Okay, the Mattavilasa. Lorenzen translates it as 'Drunken Games'. Some context. It's a Sanskrit comedy written slightly after 600 AD, by an artsy king of an upstart dynasty, the Pallavas. It's a religious farce. India is far from timeless: in this period, Buddhism was still big and active on the subcontinent. The religious scene was varied but moderate: Boethius and Plotinus wouldn't have looked out of place here, next to the sky-clad Jains. The full food prohibitions were still developing, and caste had yet to ramify to its full complexity.
On the other hand... there was the sect known as the Kapalikas. That root kapala? Means 'skull'. You know the cognates. They were, hm, transgressive. In imitation of Shiva, who after accidentally on purpose decapitating Brahma, went around begging using Brahma's skull as a bowl -- Brahma had spares -- so too the Kapalikas went around using human skulls as begging bowls. Where did they get them? Cremation grounds! (One hoped.)
They were also believed to break the five basic prohibitions of renunciates: liquor, meat, fish, parched grain, and getting it on. Often.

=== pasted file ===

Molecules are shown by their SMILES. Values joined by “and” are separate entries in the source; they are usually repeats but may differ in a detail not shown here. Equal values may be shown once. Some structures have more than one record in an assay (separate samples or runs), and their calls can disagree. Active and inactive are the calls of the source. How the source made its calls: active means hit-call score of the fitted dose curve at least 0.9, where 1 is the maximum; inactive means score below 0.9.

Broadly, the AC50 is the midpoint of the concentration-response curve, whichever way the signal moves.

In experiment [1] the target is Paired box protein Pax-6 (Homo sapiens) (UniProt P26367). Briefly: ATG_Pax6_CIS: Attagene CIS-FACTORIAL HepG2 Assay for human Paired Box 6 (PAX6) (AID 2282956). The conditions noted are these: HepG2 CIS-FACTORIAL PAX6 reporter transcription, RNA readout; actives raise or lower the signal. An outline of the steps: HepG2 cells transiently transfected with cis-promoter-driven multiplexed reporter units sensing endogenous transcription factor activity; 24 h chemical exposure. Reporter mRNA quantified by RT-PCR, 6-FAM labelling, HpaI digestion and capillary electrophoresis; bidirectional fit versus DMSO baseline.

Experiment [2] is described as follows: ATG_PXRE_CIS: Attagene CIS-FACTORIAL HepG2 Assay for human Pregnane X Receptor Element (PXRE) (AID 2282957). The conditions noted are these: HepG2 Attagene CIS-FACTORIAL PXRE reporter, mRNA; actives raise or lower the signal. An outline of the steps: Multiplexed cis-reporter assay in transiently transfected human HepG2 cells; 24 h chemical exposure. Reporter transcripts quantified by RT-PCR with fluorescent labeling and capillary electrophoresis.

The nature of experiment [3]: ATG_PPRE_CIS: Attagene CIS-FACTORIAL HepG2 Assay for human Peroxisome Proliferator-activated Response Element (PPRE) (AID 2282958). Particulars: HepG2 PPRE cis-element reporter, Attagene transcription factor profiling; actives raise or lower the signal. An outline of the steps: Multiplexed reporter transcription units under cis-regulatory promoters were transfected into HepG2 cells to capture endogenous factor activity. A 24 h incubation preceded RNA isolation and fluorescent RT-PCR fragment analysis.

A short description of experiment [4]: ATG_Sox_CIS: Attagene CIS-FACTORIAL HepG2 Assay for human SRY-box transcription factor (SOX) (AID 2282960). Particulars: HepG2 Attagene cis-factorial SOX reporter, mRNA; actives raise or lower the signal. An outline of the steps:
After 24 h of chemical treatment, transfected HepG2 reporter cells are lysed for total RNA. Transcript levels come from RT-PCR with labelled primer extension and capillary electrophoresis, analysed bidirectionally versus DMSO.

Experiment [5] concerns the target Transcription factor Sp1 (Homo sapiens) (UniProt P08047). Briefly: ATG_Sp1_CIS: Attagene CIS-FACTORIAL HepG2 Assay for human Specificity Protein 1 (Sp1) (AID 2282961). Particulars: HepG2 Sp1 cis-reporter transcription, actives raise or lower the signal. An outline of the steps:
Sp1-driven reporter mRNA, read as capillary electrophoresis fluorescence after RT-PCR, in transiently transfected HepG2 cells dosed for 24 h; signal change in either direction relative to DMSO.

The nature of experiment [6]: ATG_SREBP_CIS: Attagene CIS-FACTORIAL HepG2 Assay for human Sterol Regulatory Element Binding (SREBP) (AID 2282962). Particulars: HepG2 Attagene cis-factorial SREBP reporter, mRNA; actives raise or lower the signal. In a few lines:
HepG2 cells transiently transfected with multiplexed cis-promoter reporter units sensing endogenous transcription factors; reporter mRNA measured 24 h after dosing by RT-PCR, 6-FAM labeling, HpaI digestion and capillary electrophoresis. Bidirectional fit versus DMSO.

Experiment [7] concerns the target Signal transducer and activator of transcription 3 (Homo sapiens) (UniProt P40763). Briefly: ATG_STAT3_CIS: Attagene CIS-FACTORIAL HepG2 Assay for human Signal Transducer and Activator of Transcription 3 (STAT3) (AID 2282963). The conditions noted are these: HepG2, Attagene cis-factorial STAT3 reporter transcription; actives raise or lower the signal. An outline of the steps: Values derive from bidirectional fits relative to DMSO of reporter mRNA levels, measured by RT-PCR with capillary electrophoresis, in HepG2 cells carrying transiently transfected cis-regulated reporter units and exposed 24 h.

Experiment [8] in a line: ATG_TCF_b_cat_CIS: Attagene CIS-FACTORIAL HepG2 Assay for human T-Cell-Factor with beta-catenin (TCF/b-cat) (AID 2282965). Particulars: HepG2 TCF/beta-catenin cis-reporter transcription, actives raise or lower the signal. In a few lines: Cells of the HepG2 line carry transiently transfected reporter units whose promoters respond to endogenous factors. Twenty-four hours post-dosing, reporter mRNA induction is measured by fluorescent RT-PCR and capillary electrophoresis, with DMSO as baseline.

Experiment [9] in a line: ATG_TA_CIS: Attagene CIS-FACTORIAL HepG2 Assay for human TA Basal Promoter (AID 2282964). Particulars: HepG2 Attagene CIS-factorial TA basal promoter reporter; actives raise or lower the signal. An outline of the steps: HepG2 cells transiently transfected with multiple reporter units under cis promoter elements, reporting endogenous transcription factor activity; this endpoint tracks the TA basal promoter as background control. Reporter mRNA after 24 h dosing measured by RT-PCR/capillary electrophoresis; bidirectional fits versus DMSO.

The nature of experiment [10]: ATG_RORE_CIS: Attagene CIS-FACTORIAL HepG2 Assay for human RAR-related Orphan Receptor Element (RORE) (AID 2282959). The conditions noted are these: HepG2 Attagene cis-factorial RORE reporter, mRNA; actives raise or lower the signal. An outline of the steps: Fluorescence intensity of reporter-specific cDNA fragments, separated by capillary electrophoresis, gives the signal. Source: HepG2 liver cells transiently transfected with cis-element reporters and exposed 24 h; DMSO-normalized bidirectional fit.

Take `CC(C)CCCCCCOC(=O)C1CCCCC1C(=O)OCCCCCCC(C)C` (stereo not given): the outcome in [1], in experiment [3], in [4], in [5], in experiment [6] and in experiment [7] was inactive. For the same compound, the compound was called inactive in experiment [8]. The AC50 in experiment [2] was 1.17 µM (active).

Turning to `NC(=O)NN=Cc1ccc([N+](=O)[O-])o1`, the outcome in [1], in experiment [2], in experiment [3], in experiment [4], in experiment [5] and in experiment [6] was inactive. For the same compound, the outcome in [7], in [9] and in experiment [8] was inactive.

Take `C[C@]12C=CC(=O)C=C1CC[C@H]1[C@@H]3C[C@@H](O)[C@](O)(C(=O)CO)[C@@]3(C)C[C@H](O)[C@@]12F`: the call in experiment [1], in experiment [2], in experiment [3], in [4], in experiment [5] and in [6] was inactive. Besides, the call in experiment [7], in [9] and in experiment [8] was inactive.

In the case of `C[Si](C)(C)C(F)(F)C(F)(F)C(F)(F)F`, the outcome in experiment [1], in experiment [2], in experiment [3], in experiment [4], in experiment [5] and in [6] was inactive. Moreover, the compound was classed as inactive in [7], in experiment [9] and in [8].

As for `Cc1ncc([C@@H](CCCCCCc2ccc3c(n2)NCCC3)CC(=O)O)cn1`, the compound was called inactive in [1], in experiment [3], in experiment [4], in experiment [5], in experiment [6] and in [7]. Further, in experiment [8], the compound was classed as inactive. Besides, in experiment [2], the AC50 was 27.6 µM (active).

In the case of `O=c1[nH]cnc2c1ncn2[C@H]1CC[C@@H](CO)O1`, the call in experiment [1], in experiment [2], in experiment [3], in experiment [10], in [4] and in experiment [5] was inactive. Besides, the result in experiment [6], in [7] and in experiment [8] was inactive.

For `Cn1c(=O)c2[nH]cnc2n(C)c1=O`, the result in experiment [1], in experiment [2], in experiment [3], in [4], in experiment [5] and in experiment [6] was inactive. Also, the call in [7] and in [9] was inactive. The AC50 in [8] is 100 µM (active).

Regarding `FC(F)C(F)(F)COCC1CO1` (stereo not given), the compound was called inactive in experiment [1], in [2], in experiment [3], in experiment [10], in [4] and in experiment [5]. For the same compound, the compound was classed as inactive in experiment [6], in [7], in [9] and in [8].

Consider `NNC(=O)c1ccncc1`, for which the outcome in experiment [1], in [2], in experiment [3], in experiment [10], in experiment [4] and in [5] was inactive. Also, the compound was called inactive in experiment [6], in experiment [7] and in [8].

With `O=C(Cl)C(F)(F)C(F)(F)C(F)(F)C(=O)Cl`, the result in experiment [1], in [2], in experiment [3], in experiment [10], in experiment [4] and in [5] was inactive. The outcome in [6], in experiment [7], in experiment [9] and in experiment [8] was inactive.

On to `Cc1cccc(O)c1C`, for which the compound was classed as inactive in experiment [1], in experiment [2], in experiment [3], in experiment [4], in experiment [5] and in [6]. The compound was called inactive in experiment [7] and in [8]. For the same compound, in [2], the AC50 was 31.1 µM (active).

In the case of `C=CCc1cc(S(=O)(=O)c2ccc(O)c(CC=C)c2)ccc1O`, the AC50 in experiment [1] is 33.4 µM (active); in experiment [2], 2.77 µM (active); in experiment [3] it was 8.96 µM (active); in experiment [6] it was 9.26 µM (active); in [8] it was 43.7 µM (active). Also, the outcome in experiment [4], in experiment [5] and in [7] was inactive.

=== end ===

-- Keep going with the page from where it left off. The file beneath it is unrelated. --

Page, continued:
So the stereotype was of creepy horny drunk carnivorous beggars covered in human ash, accompanied by hott chick acolytes, carrying around someone's skull, asking you for money.
I think they used to squat in Tompkins Square Park.
The plot of the Mattavilasa is simple. Manson and his Suicide Girl accomplice are drunk again. They decide to go to a liquor store. They need some cash, but their begging skull is missing. They see a Buddhist monk with a bowl. They accost the monk. The Suicide Girl is ogled. The monk calls for help, and another holy man arrives. The Suicide Girl is ogled. It's not their skull. They don't care. The Suicide Girl is ogled. Enter a madman with the skull. (A dog had taken it.) "Look, over there!" Manson recovers the skull. Everyone is happy, religious harmony reigns, and Manson and the Suicide Girl stagger off into the sunset.
Here's a bit that gives you some of the flavor:
DEVASOMA THE SUICIDE GIRL: Is it proper to speak in this way? The Jain saints describe the [non-Nikki Sixx -- CY] path to salvation in quite another way.
MANSON THE KAPALIKA: Dear, their views are completely mistaken.
The Jains argue that each effect
Resembles the cause from which it came
But against this they also expect
That the bliss of our eternal salvation
Comes from penance and its pain.
The fools defeat this curious claim
With their own logical argumentation.
DEVASOMA: May their sins be ended.
MANSON: May their sins be ended. There is no point even to revile these sinners. They torment living beings by making them remain celibate, tear out their hair, refuse to bathe, eat only at certain hours, and wear dirty clothes. Even mentioning them makes me now want to wash out my mouth with liquor.
DEVASOMA: Then let's go off to another liquor shop.
MANSON: My love, let's do it.
It's not the most anachronistic ancient play I've read. That would be Herodas's dialogue where two women talk about the best sex toy shop in town, where the items for sale are handcrafted from the finest Corinthian leather. About 270 BC.